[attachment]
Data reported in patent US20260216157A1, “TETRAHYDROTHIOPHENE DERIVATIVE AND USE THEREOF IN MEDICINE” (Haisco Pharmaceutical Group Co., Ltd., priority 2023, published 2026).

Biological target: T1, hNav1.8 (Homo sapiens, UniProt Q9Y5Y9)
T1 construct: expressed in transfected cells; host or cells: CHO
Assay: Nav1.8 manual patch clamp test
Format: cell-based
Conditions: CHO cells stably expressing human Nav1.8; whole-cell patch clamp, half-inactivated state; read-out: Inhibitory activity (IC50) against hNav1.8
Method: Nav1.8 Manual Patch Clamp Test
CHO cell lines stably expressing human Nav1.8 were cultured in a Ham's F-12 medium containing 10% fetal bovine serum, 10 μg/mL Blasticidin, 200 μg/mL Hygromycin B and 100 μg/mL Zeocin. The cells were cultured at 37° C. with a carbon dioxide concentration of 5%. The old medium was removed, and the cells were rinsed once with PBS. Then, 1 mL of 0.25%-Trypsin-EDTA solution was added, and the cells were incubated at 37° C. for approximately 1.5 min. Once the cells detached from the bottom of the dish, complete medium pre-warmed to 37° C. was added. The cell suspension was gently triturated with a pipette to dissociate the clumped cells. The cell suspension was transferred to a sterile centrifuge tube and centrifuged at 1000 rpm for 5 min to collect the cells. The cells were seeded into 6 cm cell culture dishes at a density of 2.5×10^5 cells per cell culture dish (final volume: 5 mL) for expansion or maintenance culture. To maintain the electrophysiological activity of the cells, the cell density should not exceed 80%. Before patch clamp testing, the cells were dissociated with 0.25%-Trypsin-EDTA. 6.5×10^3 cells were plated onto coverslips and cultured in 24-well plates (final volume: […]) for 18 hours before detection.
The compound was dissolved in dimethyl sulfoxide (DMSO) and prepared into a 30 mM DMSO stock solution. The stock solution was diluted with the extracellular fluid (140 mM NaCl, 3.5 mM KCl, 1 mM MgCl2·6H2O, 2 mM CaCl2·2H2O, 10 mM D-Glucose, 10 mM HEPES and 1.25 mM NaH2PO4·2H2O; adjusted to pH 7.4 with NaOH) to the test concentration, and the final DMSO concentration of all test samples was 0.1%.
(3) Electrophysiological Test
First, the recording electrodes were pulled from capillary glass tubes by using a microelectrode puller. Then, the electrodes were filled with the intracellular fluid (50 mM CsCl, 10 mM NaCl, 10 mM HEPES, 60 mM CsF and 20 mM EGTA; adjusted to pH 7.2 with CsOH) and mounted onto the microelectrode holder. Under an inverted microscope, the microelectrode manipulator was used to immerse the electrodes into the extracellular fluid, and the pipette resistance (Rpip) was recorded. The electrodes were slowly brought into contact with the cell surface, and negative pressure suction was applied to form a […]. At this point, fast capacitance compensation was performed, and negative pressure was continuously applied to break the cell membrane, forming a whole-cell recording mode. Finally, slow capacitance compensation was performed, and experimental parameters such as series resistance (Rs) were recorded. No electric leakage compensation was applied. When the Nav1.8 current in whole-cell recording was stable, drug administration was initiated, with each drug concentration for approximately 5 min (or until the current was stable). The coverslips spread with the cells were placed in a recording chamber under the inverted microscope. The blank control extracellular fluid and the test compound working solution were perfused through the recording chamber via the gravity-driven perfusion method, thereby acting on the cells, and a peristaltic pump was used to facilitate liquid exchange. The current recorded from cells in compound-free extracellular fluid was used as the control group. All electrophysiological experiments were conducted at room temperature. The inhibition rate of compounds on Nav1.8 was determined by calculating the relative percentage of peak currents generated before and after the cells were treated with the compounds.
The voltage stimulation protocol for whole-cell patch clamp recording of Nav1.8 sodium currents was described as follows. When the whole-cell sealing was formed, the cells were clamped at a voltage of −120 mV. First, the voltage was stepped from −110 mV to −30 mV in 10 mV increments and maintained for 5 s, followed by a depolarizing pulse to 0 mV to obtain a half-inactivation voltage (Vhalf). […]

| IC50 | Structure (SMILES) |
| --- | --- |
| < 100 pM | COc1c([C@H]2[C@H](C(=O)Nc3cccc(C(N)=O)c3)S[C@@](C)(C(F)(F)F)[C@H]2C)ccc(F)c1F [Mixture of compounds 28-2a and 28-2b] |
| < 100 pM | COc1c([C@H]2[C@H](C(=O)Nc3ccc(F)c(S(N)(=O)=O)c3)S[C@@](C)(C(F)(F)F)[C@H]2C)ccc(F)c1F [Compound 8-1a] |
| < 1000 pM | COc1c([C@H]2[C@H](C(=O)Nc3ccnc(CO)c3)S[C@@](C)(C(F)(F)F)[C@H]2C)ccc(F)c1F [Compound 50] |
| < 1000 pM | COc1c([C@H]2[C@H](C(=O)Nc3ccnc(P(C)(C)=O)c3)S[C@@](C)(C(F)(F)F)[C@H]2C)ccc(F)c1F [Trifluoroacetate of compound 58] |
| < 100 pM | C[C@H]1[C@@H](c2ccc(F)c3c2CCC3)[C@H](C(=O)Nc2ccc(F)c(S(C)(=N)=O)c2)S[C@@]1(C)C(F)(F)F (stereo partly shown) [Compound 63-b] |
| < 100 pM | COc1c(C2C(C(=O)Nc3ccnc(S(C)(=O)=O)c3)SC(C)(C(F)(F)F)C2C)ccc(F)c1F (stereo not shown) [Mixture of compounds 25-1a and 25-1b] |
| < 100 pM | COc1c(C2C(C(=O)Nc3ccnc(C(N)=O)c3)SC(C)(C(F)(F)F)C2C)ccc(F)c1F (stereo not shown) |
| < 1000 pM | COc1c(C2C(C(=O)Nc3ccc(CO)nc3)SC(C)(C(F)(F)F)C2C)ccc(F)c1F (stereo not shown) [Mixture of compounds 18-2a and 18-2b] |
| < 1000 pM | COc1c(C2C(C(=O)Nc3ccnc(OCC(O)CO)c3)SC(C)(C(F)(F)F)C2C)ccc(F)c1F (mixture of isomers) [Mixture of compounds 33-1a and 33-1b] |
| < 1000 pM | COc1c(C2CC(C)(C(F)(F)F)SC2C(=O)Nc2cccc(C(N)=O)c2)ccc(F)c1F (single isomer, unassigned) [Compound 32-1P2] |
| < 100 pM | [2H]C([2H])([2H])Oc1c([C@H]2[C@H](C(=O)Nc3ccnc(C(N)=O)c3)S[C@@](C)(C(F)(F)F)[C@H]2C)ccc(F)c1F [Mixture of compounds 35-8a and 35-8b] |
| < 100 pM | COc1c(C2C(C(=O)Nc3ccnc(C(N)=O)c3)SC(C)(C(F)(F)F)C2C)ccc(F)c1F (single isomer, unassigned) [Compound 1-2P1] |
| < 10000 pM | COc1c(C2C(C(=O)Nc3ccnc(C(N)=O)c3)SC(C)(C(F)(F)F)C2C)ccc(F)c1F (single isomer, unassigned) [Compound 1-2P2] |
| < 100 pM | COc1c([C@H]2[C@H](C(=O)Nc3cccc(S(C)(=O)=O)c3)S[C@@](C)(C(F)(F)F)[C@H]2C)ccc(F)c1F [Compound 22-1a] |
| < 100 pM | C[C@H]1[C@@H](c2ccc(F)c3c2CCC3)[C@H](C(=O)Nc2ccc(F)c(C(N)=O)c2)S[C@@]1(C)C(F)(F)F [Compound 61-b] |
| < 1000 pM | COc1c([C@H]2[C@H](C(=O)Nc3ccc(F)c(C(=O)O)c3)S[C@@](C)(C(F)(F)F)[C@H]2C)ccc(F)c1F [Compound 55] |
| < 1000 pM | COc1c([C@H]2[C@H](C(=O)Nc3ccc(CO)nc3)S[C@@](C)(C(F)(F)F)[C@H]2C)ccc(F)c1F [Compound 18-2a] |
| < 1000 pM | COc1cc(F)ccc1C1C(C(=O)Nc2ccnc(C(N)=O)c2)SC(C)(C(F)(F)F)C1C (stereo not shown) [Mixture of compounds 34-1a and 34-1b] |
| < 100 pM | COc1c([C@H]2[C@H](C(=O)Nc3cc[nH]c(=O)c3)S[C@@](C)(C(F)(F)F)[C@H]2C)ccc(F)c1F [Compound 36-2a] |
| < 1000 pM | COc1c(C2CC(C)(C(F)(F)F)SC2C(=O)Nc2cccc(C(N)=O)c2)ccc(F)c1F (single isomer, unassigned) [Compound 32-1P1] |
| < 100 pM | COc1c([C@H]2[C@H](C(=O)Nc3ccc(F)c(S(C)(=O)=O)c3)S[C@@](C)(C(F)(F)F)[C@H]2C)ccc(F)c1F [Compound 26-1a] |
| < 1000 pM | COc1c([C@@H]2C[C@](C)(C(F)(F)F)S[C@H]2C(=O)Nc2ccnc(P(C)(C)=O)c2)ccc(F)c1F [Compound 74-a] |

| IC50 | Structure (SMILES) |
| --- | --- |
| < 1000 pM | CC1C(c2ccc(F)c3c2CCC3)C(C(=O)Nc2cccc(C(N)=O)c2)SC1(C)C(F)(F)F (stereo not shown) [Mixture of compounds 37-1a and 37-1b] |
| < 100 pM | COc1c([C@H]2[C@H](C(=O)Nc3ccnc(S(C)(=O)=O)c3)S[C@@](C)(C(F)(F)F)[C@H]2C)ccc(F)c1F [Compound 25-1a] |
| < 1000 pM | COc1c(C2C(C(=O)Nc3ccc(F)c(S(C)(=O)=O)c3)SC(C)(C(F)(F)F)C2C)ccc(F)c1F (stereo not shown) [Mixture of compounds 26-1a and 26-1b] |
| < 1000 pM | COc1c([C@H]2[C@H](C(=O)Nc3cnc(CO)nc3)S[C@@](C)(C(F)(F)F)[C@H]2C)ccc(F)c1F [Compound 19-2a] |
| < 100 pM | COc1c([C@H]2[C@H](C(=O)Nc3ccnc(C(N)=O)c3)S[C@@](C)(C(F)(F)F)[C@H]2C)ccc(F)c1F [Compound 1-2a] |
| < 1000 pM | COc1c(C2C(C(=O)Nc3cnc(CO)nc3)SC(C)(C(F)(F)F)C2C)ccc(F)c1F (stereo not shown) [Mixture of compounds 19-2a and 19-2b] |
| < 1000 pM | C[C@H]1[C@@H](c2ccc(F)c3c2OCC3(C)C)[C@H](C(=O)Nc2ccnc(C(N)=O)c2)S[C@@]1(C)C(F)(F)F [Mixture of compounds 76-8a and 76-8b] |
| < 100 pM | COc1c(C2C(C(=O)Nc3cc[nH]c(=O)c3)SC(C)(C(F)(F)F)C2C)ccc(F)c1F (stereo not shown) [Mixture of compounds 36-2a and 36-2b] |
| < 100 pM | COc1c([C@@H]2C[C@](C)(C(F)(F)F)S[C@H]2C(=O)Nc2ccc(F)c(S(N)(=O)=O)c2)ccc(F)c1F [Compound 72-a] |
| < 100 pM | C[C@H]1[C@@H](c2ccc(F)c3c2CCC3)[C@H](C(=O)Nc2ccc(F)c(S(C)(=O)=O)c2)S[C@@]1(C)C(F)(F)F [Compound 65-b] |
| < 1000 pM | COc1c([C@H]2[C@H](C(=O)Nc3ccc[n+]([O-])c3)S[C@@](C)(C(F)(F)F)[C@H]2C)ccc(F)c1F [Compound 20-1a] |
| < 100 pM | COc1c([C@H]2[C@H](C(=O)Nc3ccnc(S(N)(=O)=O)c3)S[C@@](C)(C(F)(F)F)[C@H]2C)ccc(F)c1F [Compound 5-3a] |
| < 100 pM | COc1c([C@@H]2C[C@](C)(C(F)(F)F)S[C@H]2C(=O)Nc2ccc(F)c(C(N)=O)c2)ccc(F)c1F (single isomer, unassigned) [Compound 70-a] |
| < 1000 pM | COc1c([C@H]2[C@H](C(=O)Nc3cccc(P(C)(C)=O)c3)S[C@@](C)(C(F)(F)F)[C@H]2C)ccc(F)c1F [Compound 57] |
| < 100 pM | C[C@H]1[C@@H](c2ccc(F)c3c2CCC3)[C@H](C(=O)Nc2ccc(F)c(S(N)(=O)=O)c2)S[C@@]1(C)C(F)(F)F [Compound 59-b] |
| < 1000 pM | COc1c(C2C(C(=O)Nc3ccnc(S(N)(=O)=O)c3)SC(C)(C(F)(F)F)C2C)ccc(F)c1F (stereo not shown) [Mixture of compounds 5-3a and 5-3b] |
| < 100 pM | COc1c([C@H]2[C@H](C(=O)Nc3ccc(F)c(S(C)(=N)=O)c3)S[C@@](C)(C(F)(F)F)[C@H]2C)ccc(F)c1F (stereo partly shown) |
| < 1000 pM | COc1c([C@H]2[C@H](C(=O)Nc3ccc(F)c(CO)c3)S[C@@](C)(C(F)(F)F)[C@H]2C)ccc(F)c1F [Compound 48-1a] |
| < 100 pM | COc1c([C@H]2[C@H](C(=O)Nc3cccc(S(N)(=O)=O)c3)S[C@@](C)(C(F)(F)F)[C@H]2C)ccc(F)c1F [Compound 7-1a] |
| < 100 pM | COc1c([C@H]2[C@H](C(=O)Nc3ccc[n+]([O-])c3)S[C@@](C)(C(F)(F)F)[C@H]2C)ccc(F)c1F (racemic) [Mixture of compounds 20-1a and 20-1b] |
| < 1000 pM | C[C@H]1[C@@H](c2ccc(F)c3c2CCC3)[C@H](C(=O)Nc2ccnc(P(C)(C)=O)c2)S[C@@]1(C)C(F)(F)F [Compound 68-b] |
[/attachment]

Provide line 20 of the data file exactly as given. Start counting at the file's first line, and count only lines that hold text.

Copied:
| < 100 pM | COc1c(C2C(C(=O)Nc3ccnc(S(C)(=O)=O)c3)SC(C)(C(F)(F)F)C2C)ccc(F)c1F (stereo not shown) [Mixture of compounds 25-1a and 25-1b] |